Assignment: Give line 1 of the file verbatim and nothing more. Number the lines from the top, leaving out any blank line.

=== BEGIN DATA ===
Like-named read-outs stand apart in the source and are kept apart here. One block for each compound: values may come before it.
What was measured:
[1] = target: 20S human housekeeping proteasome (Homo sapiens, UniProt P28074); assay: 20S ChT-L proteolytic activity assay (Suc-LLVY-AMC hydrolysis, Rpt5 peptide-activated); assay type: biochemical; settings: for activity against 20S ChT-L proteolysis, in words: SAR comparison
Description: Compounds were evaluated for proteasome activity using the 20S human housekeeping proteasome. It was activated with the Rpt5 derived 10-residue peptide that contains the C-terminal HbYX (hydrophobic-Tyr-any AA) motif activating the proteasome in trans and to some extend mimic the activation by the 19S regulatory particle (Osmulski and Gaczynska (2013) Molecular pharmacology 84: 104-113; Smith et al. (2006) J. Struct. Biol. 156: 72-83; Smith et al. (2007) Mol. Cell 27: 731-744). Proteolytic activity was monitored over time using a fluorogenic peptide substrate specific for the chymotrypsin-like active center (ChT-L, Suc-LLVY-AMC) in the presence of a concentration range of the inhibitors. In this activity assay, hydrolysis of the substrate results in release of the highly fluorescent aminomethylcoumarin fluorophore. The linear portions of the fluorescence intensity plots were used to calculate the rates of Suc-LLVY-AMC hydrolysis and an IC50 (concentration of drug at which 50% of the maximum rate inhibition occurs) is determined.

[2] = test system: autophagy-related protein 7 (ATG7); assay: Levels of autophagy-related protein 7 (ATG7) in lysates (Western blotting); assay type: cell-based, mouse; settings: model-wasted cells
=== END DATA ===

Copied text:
Like-named read-outs stand apart in the source and are kept apart here. One block for each compound: values may come before it.